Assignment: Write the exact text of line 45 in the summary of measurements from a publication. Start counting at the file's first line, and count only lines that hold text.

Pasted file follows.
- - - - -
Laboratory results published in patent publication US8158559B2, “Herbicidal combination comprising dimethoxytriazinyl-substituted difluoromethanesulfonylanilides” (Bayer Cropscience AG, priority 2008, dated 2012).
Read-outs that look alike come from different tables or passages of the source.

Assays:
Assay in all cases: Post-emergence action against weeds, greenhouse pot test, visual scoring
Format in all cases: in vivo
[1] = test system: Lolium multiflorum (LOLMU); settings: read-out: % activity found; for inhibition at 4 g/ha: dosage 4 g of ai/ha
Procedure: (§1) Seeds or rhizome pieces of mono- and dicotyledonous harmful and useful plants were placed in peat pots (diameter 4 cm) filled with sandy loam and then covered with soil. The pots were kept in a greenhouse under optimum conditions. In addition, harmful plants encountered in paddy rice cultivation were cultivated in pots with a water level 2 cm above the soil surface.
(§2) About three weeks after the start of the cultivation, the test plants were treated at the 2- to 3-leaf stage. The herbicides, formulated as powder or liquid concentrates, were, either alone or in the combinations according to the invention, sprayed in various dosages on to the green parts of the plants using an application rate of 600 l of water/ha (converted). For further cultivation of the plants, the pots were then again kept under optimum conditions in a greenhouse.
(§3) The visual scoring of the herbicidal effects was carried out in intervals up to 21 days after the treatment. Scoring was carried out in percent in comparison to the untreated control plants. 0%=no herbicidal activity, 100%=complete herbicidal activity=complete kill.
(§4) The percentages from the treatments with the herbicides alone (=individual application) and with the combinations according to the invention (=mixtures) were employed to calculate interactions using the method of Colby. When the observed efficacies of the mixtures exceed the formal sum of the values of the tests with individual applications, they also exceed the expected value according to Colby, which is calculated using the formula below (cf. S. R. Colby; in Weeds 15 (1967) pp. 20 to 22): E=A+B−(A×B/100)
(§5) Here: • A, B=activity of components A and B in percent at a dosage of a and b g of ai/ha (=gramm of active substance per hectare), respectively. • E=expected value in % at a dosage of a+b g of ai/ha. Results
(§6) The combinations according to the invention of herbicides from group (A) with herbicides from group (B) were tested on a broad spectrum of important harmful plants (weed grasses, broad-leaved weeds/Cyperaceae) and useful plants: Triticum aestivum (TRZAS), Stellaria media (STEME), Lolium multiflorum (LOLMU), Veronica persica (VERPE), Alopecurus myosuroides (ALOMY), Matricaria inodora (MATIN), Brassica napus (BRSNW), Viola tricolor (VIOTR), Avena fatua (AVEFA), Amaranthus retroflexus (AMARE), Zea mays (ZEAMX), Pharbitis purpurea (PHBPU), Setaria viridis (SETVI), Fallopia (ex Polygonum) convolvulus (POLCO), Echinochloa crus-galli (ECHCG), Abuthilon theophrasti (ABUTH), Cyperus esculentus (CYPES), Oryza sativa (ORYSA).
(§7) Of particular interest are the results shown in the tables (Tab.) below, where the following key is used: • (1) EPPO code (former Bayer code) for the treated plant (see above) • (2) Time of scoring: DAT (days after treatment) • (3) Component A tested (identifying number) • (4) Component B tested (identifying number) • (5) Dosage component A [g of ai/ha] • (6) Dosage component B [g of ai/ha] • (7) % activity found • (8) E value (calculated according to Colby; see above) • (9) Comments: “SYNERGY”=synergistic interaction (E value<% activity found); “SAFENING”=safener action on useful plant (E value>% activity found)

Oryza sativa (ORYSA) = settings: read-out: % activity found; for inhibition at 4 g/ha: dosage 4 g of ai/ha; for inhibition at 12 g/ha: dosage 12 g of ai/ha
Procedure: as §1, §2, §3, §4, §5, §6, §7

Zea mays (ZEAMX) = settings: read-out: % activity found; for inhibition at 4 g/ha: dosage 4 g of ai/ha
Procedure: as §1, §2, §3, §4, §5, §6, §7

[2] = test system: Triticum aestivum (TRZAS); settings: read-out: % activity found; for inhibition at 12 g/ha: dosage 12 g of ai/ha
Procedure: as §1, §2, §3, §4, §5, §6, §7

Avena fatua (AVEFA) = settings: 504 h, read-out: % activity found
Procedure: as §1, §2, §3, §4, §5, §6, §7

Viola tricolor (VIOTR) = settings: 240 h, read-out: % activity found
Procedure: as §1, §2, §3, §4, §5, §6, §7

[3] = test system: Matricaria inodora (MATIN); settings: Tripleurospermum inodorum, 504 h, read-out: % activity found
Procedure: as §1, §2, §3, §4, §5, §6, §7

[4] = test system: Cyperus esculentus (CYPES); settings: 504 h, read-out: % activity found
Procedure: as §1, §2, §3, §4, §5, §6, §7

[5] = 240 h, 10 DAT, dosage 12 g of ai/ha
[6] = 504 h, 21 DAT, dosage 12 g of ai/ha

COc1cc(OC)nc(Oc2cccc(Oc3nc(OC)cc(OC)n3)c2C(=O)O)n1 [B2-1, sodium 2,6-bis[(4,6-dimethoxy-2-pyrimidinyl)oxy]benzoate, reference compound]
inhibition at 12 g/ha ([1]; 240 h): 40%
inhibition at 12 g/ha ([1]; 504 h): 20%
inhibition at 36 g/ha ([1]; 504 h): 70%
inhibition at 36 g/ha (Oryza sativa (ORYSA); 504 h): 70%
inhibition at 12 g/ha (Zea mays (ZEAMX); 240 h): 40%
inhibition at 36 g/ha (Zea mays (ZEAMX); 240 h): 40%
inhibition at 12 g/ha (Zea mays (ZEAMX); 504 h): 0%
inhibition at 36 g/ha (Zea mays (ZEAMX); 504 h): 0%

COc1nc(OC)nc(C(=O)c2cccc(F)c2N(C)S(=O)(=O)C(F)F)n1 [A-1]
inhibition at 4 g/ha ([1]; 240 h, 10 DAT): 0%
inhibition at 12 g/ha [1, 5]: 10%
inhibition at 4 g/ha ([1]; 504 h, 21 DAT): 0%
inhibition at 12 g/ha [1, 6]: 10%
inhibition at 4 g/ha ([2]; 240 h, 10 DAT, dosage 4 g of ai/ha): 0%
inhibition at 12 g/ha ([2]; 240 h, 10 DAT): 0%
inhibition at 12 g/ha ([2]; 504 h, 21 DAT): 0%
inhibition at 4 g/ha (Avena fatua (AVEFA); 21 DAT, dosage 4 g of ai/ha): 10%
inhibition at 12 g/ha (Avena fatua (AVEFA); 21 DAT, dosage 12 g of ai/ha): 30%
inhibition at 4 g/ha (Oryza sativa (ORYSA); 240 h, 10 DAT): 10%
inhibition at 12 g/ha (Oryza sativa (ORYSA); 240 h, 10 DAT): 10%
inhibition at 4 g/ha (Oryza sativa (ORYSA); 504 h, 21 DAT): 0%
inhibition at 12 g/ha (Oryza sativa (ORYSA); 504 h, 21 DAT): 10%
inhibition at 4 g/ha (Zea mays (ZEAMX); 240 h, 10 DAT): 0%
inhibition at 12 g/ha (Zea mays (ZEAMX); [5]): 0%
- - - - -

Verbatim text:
inhibition at 12 g/ha ([2]; 240 h, 10 DAT): 0%